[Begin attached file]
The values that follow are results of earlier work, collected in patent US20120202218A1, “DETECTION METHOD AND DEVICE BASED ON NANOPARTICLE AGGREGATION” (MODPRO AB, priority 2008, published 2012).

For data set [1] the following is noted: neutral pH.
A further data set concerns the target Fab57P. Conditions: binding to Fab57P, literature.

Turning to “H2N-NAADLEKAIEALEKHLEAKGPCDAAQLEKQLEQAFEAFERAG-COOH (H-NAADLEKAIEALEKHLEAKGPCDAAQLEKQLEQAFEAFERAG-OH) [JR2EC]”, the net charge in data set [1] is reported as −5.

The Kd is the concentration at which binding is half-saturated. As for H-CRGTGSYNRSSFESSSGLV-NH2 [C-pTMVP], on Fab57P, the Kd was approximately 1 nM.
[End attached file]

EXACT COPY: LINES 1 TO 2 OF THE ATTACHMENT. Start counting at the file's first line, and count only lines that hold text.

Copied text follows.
The values that follow are results of earlier work, collected in patent US20120202218A1, “DETECTION METHOD AND DEVICE BASED ON NANOPARTICLE AGGREGATION” (MODPRO AB, priority 2008, published 2012).

For data set [1] the following is noted: neutral pH.